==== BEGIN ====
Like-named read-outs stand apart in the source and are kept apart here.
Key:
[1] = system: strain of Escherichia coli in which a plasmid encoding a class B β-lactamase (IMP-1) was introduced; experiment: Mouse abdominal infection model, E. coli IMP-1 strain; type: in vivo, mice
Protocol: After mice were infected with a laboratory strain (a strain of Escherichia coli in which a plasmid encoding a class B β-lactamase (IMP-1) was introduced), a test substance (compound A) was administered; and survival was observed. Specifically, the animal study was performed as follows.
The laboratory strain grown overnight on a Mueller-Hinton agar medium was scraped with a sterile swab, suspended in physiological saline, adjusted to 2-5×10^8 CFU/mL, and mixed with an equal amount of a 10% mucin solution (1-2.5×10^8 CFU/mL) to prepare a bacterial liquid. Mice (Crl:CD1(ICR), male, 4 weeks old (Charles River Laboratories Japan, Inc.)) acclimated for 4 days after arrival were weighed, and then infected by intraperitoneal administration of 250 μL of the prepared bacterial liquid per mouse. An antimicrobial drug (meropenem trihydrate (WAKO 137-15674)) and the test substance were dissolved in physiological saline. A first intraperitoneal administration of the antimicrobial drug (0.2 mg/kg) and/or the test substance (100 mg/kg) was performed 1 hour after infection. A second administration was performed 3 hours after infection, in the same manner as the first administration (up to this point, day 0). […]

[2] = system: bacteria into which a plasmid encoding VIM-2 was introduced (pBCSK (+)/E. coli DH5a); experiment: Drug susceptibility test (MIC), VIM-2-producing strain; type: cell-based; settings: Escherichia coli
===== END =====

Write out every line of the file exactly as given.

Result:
Like-named read-outs stand apart in the source and are kept apart here.
Key:
[1] = system: strain of Escherichia coli in which a plasmid encoding a class B β-lactamase (IMP-1) was introduced; experiment: Mouse abdominal infection model, E. coli IMP-1 strain; type: in vivo, mice
Protocol: After mice were infected with a laboratory strain (a strain of Escherichia coli in which a plasmid encoding a class B β-lactamase (IMP-1) was introduced), a test substance (compound A) was administered; and survival was observed. Specifically, the animal study was performed as follows.
The laboratory strain grown overnight on a Mueller-Hinton agar medium was scraped with a sterile swab, suspended in physiological saline, adjusted to 2-5×10^8 CFU/mL, and mixed with an equal amount of a 10% mucin solution (1-2.5×10^8 CFU/mL) to prepare a bacterial liquid. Mice (Crl:CD1(ICR), male, 4 weeks old (Charles River Laboratories Japan, Inc.)) acclimated for 4 days after arrival were weighed, and then infected by intraperitoneal administration of 250 μL of the prepared bacterial liquid per mouse. An antimicrobial drug (meropenem trihydrate (WAKO 137-15674)) and the test substance were dissolved in physiological saline. A first intraperitoneal administration of the antimicrobial drug (0.2 mg/kg) and/or the test substance (100 mg/kg) was performed 1 hour after infection. A second administration was performed 3 hours after infection, in the same manner as the first administration (up to this point, day 0). […]

[2] = system: bacteria into which a plasmid encoding VIM-2 was introduced (pBCSK (+)/E. coli DH5a); experiment: Drug susceptibility test (MIC), VIM-2-producing strain; type: cell-based; settings: Escherichia coli